By working with these experiences, rather than trying to “talk someone down,” together the sitter and the psychedelic user can make a difficult psychedelic experience a chance for personal growth.
You can support the Zendo project—donate.
Follow the Zendo Project on Facebook
Four Important Principles of Psychedelic Harm Reduction
- Create a safe space
- Sitting, not guiding
- Talk through, not down
- Difficult is not the same as bad
WPD 6·20 supports these principals and intentions, while working towards a new and serious consideration of psychedelics, our mission is to bring awareness and to educate responsibly.
For a lot more information, please see the Zendo Project
(Note: goes live April 14, 2021)
Put the number in your phone: 6-2FIRESIDE +1 (623) 473-7433
During the 12-month pilot program, the line will be open Thursday to Sunday, from 3:00 p.m. to 3:00 a.m. PST and Monday from 3:00p.m. to 7:00 p.m. PST. It will eventually be open 24 hours a day, 7 days a week.
KNOW MORE …
KnowDrugs is an easy way to lookup drug testing results, pill warnings and drug alerts and provides you with drug info about more than 200 drugs, along with advice on harm reduction and safer use. Taking drugs always involves risks – however, if you do decide to take drugs, KnowDrugs can help you to take appropriate measures to reduce potential harms.
Erowid’s online library contains over 63,000 documents related to over 737 psychoactive substances, including images, research summaries and abstracts, FAQs, media articles, experience reports, information on chemistry, dosage, effects, law, health, traditional and spiritual use, and drug testing.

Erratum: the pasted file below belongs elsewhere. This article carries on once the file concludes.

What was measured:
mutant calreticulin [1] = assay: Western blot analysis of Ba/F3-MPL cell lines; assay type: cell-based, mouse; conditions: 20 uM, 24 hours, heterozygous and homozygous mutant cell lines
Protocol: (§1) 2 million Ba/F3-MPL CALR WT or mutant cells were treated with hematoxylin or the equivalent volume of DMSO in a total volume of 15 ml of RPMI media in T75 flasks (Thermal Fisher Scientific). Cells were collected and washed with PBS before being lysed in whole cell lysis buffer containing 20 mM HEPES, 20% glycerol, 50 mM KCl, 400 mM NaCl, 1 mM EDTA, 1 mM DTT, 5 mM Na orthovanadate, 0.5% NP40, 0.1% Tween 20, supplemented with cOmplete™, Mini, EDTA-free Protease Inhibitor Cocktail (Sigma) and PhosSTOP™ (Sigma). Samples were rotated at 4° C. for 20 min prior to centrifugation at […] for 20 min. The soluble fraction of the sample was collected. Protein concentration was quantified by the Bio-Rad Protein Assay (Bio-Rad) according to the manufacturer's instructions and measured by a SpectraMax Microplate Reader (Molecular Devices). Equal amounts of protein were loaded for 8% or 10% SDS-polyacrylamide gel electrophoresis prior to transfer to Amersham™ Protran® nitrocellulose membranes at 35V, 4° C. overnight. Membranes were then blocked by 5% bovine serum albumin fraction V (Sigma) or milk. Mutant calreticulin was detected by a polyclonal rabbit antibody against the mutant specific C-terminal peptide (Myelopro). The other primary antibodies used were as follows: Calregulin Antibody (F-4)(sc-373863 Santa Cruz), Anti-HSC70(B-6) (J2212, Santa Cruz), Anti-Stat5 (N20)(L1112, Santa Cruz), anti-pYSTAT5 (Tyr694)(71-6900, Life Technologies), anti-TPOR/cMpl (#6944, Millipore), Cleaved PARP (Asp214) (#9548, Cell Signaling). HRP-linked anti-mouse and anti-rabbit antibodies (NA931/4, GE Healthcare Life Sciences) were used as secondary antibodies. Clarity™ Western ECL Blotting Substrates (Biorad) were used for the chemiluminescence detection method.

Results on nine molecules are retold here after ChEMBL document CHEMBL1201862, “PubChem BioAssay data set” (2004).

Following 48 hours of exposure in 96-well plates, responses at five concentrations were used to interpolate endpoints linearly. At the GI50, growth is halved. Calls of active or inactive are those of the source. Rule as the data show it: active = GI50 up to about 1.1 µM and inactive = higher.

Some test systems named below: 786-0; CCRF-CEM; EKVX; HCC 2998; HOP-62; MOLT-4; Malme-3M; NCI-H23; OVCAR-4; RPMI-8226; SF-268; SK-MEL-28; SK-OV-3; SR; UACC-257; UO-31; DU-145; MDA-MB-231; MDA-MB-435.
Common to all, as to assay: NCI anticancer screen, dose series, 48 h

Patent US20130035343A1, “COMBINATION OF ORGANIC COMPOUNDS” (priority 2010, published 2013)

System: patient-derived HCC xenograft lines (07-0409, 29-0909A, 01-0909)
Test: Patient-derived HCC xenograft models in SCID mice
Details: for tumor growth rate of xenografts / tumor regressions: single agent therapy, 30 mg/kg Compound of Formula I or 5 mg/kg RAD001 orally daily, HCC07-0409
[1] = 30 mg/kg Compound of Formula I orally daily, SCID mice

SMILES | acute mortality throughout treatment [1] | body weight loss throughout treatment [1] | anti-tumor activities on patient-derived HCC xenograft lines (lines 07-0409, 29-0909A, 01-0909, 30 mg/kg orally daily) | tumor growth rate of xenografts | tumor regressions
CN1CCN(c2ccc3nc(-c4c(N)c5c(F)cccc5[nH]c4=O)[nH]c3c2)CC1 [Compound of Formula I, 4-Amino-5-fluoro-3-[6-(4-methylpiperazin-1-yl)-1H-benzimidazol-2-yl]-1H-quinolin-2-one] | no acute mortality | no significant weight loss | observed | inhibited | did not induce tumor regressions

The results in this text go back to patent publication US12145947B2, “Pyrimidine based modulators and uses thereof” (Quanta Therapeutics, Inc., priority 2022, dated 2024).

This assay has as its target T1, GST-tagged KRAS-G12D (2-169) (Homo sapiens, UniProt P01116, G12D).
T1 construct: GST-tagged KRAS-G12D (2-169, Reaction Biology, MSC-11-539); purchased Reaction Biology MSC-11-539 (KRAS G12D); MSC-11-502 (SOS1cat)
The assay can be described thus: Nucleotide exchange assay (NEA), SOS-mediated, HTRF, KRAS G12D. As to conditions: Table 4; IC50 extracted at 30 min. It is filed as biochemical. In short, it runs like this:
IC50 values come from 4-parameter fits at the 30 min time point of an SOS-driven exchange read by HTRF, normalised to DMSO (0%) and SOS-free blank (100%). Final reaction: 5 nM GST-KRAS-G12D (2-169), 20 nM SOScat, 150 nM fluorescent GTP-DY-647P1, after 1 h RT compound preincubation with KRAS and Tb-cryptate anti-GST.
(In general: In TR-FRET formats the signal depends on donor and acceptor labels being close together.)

- documenting all aspects of psychonautic theory and practice (including meditation, lucid dreaming, psychoactive substance use, sensory deprivation, ritual, etc.) from an evidence-based, academic perspective
- providing accessible education, encouraging safe practices, and reforming cultural taboos around the responsible use of psychoactive substances, using both expert and crowd-sourcing methods
- promoting a culture of free thought and personal autonomy by safeguarding the information needed to make informed decisions over altering one’s body and consciousness
If you microdose, you can join the world’s first mobile microdosing study!
Gain an increased awareness of how microdosing affects various aspects of your own health and well-being or how measures of your health and well-being fluctuate over time.
You do not need to use psychedelics at any dose to take part in this study; they are interested in observing those who are currently microdosing, and those who are not. You will NOT be provided with psychedelic substances, or with instructions on where to obtain them or how to use them, as part of this study.
A correlational study on the effects of microdosing psychedelic substances on cognitive performance and mental health.
SAFETY AND LEGALITIES
We do not encourage illegal activities!
With certain exceptions, the substances discussed on this website are illegal in most jurisdictions. However, there are areas in the world where it is legal to have and use psychedelics. Licensed clinics exist in many countries where psychedelics are administered in supervised, therapeutic contexts. We advise against the use of psychedelic substances in places where they are not permitted by law.
Psychedelics have known beneficial properties, and with rigorous scientific study, their benefits will continue to be demonstrated; we hope that progressive drug policies will result and make possible the safe, responsible, legal use of psychedelics. We encourage you to educate yourself about the nature of psychoactive substances and their legal status in various parts of the world. If you decide to have a psychedelic experience, we recommend that you plan carefully, and find a jurisdiction where possession and use is legal.
More information regarding safety and legalities to come. Please check back soon!